7 Secrets That Make That Little Bundle Of Sunshine Even More Awesome
As obvious as it sounds, we’re big fans of SunLight over here at the BioLite office. We’ve taken it hiking, skiing, climbing, and even just reading in bed in a guest room that had no bedside lamp (why does that always happen?).
If you’ve watched SunLight’s 60 second intro video, you know the basics. This post goes a little deeper and gets a little nerdier; we sat down with SunLight’s lead designer Mike Knuepfel and discussed some of the quieter design details that went into SunLight’s product development to bring you your newest solar sidekick.
1) SunLight's origins start in Kenya.
“While doing user research for SolarHome 620, we found that solar lanterns are super popular in emerging markets,” says Mike. “They’re low cost and provide a ton of value to customers who would normally be buying kerosene for lighting (which is relatively expensive and gives off poor lighting quality). We saw how useful this product was to our customers in emerging markets and thought a portable solar lantern could be the basis of a great product for both of our communities. That was the moment that led us to start developing SunLight.”
(A version of SunLight will start distribution in Kenya and Uganda in Spring 2019).
2) It’s hip to be square.
Early on, we knew we wanted to build around a rectilinear design to maximize the amount of solar power, while minimizing the overall size of the product. (Side note: a solar cells are typically cut into shapes with right angles). We turned to 3D printing to quickly explore a variety of 4-sided forms and surprised ourselves when we found everyone on the team gravitating towards a square over a rectangle.
“There was something fun and playful about the square models,” says Mike, “it felt friendly but also useful – it’s really satisfying that it fits perfectly in the palm of your hand.”
From there we made the form as small as possible while still fitting the battery, enough solar power, and enough diffusion space for the LEDs so that there wouldn't be any shadows or dark spots on the lens of the SunLight.
The resulting flatpack form factor makes SunLight easy to use, and even easier to pack: Tanner Bowden of Gear Patrol says, “Show me a fully-packed bag, and I’ll find a way to sneak a SunLight in there.”
3) Robots lent a helping hand.
This is Mike’s favorite little-known-fact: “the adhesive holding the solar panel in place is applied by a robot. This helps keep the seal on the solar panel water tight.” With SunLight handling adventures outside rain or shine, this seal was critical to our IPX4 rating.
4) Our kickstand got put through the ringer.
Simply put, the kickstand on SunLight rules: it helps you align your solar panel perfectly for fast charging and allows you to angle your lantern at night so you have light right where you want it (not to mention it makes it super easy to clip SunLight onto a backpack for easy charging while hiking). But that means the pressure is ON for the kickstand to perform: it has to move smoothly and stay rigid at the same time – a pretty tall order.
The design team worked constantly on the friction of the handle components until it was just right – and to make sure it stood up to long-term use, we built a custom testing rig to simulate thousands of rotations. For our super-users out there, this rig was re-purposed from our SolarPanel 5+ testing station (nice spot, Eagle Eyes).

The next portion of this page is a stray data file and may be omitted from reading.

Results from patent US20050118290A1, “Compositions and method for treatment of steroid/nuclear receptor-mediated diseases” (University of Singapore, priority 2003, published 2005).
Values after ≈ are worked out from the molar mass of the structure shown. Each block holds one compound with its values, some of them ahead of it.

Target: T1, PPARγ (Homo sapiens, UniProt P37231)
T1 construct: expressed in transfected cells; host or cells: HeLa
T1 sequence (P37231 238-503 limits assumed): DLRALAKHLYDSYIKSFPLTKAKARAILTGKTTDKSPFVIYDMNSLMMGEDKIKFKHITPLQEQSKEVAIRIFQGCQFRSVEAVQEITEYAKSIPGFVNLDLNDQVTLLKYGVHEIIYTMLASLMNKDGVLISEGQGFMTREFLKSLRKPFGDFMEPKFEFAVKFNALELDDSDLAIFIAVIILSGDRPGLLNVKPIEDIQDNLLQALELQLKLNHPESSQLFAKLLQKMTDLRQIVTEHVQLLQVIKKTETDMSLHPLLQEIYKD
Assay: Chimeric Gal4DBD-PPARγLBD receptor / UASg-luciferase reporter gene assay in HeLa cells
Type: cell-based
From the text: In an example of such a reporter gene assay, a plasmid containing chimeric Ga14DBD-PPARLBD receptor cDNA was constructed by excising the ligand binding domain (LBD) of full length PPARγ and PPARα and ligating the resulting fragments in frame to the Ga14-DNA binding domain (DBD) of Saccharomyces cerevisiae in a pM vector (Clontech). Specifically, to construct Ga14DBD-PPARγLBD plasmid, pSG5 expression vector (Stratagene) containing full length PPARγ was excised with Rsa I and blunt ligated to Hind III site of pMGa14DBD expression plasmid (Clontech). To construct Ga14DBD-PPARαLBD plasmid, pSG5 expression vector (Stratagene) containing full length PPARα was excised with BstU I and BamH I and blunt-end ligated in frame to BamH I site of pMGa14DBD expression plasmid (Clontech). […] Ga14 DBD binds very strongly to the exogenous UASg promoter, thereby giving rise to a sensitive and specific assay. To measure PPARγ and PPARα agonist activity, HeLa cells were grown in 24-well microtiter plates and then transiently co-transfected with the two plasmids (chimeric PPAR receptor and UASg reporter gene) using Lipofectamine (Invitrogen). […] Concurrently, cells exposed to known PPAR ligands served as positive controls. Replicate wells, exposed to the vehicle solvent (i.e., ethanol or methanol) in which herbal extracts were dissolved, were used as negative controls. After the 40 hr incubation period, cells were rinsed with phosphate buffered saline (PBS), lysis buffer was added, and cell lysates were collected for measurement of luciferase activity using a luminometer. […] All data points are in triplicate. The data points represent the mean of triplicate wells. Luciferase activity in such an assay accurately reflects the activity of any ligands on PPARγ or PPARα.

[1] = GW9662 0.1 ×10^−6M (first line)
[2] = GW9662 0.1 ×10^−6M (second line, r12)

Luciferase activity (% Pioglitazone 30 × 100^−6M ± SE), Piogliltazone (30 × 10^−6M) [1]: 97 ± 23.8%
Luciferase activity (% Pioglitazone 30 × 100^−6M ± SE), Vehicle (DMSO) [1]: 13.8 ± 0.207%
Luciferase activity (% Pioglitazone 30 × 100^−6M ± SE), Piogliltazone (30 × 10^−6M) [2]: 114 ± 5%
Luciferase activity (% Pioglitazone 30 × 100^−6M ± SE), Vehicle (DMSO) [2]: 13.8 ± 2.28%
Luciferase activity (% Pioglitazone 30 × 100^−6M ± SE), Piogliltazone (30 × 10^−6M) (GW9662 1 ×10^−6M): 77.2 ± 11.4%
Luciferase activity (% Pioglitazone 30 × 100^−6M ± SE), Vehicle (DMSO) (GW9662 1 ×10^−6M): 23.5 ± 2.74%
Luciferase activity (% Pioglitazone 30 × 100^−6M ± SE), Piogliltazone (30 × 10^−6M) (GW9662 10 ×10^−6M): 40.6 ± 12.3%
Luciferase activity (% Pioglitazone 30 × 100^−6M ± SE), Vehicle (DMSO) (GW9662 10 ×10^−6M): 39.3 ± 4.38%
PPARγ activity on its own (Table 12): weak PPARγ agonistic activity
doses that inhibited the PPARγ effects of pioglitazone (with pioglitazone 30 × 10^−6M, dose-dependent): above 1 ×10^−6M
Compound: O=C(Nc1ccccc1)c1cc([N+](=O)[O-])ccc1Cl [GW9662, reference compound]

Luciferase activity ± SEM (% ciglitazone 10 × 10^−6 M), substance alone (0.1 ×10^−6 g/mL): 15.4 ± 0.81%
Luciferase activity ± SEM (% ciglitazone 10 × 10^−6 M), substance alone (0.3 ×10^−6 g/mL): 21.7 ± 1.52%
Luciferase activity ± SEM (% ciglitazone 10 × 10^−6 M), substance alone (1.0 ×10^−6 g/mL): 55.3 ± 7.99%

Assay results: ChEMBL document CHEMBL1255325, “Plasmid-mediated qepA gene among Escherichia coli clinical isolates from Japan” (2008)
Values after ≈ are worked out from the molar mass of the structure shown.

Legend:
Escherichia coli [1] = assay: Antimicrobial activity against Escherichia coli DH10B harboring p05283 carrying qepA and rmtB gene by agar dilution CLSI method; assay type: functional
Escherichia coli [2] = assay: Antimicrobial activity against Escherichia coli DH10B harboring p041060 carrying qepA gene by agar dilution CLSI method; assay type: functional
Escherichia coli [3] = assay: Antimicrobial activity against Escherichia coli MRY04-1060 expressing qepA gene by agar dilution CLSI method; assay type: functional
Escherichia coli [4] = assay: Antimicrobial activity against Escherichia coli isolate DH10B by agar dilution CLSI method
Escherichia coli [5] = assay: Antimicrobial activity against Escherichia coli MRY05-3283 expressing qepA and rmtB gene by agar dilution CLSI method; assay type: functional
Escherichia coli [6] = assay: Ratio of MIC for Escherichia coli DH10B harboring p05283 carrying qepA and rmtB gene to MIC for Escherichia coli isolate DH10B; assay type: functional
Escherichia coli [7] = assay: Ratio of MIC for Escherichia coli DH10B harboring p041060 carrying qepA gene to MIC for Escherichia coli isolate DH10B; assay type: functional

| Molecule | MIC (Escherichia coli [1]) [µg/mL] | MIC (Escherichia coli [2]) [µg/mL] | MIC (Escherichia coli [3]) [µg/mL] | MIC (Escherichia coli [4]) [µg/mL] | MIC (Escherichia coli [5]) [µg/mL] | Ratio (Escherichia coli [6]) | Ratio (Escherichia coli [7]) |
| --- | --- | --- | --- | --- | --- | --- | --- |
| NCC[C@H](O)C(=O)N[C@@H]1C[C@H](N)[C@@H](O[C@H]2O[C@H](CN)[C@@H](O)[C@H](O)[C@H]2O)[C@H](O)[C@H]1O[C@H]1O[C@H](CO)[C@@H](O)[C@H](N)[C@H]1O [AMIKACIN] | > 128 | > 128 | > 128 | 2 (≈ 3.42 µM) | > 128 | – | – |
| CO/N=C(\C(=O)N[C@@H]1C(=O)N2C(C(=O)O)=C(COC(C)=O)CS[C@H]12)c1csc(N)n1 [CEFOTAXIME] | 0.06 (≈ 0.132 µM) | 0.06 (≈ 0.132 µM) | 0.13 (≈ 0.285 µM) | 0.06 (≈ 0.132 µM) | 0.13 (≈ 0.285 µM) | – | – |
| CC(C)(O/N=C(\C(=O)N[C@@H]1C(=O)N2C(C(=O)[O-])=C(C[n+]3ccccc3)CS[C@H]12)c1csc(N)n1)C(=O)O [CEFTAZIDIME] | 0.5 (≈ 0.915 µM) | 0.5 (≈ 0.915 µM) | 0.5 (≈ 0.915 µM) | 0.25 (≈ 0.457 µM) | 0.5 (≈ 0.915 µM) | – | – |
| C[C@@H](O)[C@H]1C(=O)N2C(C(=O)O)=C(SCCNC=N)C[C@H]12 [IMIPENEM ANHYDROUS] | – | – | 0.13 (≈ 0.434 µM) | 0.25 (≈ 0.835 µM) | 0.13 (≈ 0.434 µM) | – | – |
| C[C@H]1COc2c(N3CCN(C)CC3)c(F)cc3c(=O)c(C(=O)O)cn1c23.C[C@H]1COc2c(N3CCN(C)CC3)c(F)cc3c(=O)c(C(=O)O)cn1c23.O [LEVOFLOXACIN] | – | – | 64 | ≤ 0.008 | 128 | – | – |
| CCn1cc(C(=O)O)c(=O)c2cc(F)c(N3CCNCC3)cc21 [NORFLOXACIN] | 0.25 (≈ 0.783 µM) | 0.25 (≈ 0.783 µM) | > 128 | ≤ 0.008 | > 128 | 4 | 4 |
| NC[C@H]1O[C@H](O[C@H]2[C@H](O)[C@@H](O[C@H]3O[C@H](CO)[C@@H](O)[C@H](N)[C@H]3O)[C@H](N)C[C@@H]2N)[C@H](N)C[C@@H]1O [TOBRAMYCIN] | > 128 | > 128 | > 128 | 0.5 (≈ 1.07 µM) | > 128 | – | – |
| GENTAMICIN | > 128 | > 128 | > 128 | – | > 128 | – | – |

5) We put an optical illusion to work.
There’s a hole in the upper corner of your SunLight - no, it’s not to thread a lanyard (but, hey, it’s your light, we’re not going to stop you), it’s actually a sundial to help you know just where to put your panel.
In order to make the sundial appear as a classic dot, we actually punch the physical sundial hole as an ellipse. When that ray of light hits the back of the sundial, it appears circular in shape.
6) One button to rule them all.
SunLight is simple. And that’s the whole point; we wanted this to be unbelievably easy to use with no learning curve (meaning your kid, grandparent, or non-outdoorsy friend could all use it without guidance). But simplicity can create a complex challenge: we packed in a bunch of lighting functionality but we didn’t want SunLight dripping in buttons. So we programmed a single button to achieve multiple modes and asked a whole lot of folks to give it a try.
“We did a lot of user testing,” says Mike, “and just when we thought we had everything figured out, an edge case would appear and we’d find a way to solve for it. The result is a great entry lantern for kids to use in the backyard or for campers staying off-grid for days at a time. It’s small enough to keep in a drawer in case of emergency and versatile enough to carry around in your everyday pack.”
Mike’s favorite piece of feedback? “Go for maximum chill! Party Mode needed to slow wayyyy down in cycling through colors – I love the end result.”
7) Sunlight has a secret superpower: low power reserves.
It may not be the most glamorous feature, but damn if it isn’t the most helpful: while the system runs for up to 3 hours on HI and 50 on LO, it’s got a secret stash of power that will run for an additional 4 hours so you’re never left in the dark. You’ll know you’re in Low Power Mode when the lantern only functions on a dim white setting – that’s a signal you’ve got four hours to get thee to some sunshine or a power source.
Have a question about SunLight’s design or the choices the product development team made? Join Mike and Erica for our SunLight FACEBOOK LIVE this Thursday, February 22nd at 1pm EST.
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